THE Government refused to bow down to pressure at a recent wildlife meeting and rejected demands to burn 96 tonnes of ivory worth about $9 billion.
Responding to a question in Parliament on Wednesday, the Minister of Environment, Water and Climate, Cde Oppah Muchinguri-Kashiri, said during the just ended Convention on International Trade in Endangered Species meeting held in Johannesburg from September 24 to October 5, the country maintained ground to keep the stockpiles and would sell them at the right time.
“We have a problem, Zimbabwe as a member of CITES and the countries all over the world look at the endangered species.
“There are certain countries in Africa like Botswana, Kenya and Chad that no longer have wild animals and they are pushing that there should be a ban on the sale of ivory,” she said.
“When we went to CITES we fought very hard because they wanted us to burn our ivory that we have stockpiled and we refused that. The quantities and the values that we had placed are very high and we will wait for an opportune time to sell it.”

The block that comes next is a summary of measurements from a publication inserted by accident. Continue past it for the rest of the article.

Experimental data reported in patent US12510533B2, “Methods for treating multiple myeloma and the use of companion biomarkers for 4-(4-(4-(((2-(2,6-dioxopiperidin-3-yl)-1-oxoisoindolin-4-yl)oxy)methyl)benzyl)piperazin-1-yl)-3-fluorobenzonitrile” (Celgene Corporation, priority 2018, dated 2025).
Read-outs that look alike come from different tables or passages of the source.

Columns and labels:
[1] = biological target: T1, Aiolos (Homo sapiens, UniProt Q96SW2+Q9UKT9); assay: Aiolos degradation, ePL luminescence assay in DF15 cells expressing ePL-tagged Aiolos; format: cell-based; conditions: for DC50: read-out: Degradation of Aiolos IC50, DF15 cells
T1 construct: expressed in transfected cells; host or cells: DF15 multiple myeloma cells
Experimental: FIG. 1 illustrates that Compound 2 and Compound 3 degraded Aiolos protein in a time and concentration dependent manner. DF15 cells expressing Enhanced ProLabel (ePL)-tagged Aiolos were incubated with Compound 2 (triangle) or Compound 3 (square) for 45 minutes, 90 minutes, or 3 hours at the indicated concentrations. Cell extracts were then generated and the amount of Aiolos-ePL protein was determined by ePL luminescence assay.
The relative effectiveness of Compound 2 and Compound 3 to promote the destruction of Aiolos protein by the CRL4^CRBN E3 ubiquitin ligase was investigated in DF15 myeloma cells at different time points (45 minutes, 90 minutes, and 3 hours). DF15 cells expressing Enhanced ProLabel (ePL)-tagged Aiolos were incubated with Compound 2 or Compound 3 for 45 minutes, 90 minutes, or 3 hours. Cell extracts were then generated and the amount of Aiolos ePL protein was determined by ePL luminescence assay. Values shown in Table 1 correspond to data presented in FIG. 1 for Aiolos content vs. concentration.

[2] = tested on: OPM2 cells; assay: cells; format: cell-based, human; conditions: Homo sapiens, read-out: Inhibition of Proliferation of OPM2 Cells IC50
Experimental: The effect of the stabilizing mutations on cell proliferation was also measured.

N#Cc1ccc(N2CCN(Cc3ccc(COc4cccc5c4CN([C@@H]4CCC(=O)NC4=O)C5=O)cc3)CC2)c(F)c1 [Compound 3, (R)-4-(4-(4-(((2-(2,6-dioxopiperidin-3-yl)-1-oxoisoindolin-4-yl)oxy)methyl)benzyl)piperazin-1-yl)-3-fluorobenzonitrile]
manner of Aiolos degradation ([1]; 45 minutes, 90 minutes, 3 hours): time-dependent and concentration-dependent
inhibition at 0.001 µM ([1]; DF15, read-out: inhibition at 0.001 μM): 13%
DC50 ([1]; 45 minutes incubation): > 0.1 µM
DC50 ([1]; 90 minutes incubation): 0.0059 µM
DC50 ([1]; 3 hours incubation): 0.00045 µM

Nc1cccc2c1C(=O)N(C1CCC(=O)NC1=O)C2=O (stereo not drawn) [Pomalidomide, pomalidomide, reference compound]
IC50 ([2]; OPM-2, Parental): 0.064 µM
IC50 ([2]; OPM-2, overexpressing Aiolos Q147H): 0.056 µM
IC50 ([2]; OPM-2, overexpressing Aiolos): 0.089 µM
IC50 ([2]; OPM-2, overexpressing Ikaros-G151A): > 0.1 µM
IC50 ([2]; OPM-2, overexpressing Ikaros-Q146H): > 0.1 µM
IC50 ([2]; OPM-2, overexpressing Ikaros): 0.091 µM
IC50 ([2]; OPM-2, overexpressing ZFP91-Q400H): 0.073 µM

A nine-year moratorium was sanctioned by the CITES in 2007 in a bid to curb illegal trade in ivory, which threatened both elephants and rhinos with extinction.
Minister Muchinguri-Kashiri is on record as saying the country is sitting on stockpiles worth about $9,1 billion.
Responding to a question on whether the ivory could be used as security, the Minister said internationally the ivory was valueless.
“I would want to respond by saying that it is illegal because as it stands right now it is only countries like us, Japan and North Korea that have seen value in this. China has closed its domestic trade in ivory. So as it stands, our ivory internationally has no value, therefore, we cannot use it as security,” she said.
Cde Muchinguri-Kashiri said although Zimbabwe is unable to sell elephant tusks, in the interim it can make personal artifacts, earrings and bangles, but a permit is needed to do so.
“Whenever tourists come to Zimbabwe, they must have a permit from their country of origin to import the earrings that are made of elephant tusks. Furthermore, whenever tourists come to Zimbabwe they must apply to the National Parks and Wildlife Management so that they can be able to buy earrings,” she said.
Cde Muchinguri-Kashiri said the process is cumbersome and deters visitors from buying the artifacts.
“We are not tired as Zimbabwe; we will keep on fighting so that we are not banned from trading in ivory,” she said.